My oldest granddaughter and I took another adventure to the local urban farm.
They were having a Hootenanny.
You have not heard a hootenanny? Well, it is a old country word for “party”.
Today the urban farm had a big street party with square dancing and a meal cooked from their garden. All you had to do was make a donation to help provide raised gardens beds for low income families and the party was free. It was a bargain.
My granddaughter went on a scavenger hunt around the garden. I walked around looking at all the silent action items. Local businesses had donated all kinds of gift cards, garden tools, jewelry and gift baskets. I had my eye on a cast iron skillet, $40 gift card and 3 embroidered hand towels. Musicians were playing, square dancing was going on in the street; this really was a party.
In all this feel good hootenanny atmosphere….I was worried.
Last week, if you remember from my earlier post, we had visited the urban garden. We had walked down and checked out the chickens. They had white ones in one coop and different colored ones in another coop. The different colored ones followed us around, being friendly and wanted fed. The white ones just laid around looking at us.
Today, there was grilled chicken on the menu.
Did the white chickens know their fate?
I walked down to check out the chicken coops to see if my suspicions were correct. The coop with the white chickens in it seemed a little less crowded. Like 76 chickens less.
I had to take this bit of information in. I am not a vegetarian. I like to eat chicken. This just makes it a little more….say….real.
My grandparents had farms. I know what happens.
Better this way then a raccoon…right?
Let’s talk about Mr Bee Bumbles houses instead.
They had two bee hives. They had a lot of bees in them. They were behind yellow tape. Does that tell you something? I zoomed in and the bees zoomed at me while I took their picture. They were a little camera shy. I beehived it out of there.
Next, came the neat rows of gardens. I wish I had a garden that looked like these.
I read all about the garden program. They had a sample of a raised vegetable garden.
After chasing my granddaughter through the scavenger hunt. Running from bees and looking at all the silent action goodies, I was getting hungry. I could smell great aromas coming from the grill.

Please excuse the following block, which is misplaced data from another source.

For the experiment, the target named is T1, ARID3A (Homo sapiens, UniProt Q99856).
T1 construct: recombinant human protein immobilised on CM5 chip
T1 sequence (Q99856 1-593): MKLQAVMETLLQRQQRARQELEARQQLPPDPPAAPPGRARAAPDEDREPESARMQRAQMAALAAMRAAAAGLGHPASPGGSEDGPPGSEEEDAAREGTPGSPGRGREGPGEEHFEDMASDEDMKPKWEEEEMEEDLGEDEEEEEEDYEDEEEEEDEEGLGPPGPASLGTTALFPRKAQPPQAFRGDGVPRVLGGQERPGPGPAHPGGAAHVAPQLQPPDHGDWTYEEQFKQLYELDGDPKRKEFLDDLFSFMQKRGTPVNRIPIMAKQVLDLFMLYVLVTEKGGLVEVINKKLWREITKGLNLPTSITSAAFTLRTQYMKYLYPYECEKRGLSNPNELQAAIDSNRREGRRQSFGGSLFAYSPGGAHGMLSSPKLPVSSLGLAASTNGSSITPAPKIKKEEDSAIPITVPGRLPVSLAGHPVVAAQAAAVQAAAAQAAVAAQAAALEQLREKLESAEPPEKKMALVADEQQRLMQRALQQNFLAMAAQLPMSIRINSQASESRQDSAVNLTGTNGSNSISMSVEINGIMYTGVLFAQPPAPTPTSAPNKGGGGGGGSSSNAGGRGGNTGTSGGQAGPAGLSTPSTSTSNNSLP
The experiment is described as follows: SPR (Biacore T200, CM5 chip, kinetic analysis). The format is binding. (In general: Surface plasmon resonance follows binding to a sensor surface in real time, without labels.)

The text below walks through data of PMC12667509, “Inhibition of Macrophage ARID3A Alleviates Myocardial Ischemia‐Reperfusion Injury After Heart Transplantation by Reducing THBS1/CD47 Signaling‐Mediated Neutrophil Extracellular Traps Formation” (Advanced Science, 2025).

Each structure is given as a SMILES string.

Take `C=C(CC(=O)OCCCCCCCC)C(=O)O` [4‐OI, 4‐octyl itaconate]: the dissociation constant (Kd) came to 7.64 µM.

It was time to eat.
As my granddaughter and I got in line, I was trying to explain about the chickens. This was worse than a birds and bee talk.
My granddaughter chose the free range hamburger patty.
Me, well I chose the……
…………chicken. I ate squash too.
Burp! Enough said.
Now, it was time for the games.
As with any good grandma…..or one that is too tired to argue, we had to play some games. This one cost me a dollar.
It was kinda like cow patty bingo, but this was a chicken drop(ping) game. You buy a ticket for a dollar. If the chicken “drops” in your number square you win a all natural Popsicle.
All the kids stand by the chicken fence and chanted, “Plop, Plop, Chicken, Chicken, Drop, Drop”
I guess they were listening cause…..
Granddaughter won a popsicle (lucky number 19) and was given another one.
A pumpkin one. A caramel apple one.
I got a bite of both. She said she was full. I think it was the all natural ingredients.
Thank you for letting me share about our adventure to the urban garden. I was so impressed that these dedicated volunteers want to feed and teach lower income families how to raise vegetables and fruit and also provide these families with a free raised garden bed. All I can say is Dedication!
Besides teaching about raising your own vegetables, they also teach you about composting and using recycled dishes.
They taught me to separate my food scraps (from the foil) for the compost pile. They also use REAL plates and silverware. But, real recycled dishes means you have to wash them, right? Any volunteers?
It was time for us to go home : ).